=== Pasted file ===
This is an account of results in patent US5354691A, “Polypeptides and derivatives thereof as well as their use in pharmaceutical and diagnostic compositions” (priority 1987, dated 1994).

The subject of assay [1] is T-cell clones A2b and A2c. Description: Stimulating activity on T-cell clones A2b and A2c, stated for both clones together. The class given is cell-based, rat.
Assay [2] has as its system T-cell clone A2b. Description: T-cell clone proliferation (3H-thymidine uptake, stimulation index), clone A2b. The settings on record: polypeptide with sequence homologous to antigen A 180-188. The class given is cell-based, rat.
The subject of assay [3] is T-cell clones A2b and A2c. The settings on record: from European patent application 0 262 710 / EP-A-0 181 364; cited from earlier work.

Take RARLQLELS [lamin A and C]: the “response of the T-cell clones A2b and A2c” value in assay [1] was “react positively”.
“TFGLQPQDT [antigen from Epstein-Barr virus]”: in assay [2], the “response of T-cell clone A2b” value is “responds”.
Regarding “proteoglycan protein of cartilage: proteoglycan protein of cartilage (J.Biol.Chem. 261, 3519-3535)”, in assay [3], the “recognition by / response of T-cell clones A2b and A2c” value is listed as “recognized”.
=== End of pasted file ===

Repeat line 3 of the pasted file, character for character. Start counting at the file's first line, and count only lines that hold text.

Assay [2] has as its system T-cell clone A2b. Description: T-cell clone proliferation (3H-thymidine uptake, stimulation index), clone A2b. The settings on record: polypeptide with sequence homologous to antigen A 180-188. The class given is cell-based, rat.